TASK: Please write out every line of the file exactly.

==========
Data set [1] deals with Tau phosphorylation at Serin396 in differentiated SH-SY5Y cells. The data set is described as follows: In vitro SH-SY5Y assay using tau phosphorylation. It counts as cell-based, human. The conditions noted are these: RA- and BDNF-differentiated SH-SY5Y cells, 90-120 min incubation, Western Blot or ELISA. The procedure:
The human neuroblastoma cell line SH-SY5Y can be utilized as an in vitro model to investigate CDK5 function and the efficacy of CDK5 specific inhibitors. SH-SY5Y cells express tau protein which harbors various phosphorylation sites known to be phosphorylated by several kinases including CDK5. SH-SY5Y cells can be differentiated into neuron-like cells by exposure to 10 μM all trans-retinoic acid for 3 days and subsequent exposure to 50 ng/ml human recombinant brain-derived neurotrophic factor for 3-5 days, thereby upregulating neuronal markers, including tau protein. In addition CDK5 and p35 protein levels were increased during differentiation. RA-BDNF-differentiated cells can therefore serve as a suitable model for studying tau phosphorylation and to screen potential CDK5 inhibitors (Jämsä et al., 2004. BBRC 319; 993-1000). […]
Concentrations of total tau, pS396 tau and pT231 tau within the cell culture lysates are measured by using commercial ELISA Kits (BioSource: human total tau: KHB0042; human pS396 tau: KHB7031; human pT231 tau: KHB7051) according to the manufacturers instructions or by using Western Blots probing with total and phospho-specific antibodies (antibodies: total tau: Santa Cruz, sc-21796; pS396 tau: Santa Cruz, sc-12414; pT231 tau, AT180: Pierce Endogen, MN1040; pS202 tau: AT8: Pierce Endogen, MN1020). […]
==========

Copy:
Data set [1] deals with Tau phosphorylation at Serin396 in differentiated SH-SY5Y cells. The data set is described as follows: In vitro SH-SY5Y assay using tau phosphorylation. It counts as cell-based, human. The conditions noted are these: RA- and BDNF-differentiated SH-SY5Y cells, 90-120 min incubation, Western Blot or ELISA. The procedure:
The human neuroblastoma cell line SH-SY5Y can be utilized as an in vitro model to investigate CDK5 function and the efficacy of CDK5 specific inhibitors. SH-SY5Y cells express tau protein which harbors various phosphorylation sites known to be phosphorylated by several kinases including CDK5. SH-SY5Y cells can be differentiated into neuron-like cells by exposure to 10 μM all trans-retinoic acid for 3 days and subsequent exposure to 50 ng/ml human recombinant brain-derived neurotrophic factor for 3-5 days, thereby upregulating neuronal markers, including tau protein. In addition CDK5 and p35 protein levels were increased during differentiation. RA-BDNF-differentiated cells can therefore serve as a suitable model for studying tau phosphorylation and to screen potential CDK5 inhibitors (Jämsä et al., 2004. BBRC 319; 993-1000). […]
Concentrations of total tau, pS396 tau and pT231 tau within the cell culture lysates are measured by using commercial ELISA Kits (BioSource: human total tau: KHB0042; human pS396 tau: KHB7031; human pT231 tau: KHB7051) according to the manufacturers instructions or by using Western Blots probing with total and phospho-specific antibodies (antibodies: total tau: Santa Cruz, sc-21796; pS396 tau: Santa Cruz, sc-12414; pT231 tau, AT180: Pierce Endogen, MN1040; pS202 tau: AT8: Pierce Endogen, MN1020). […]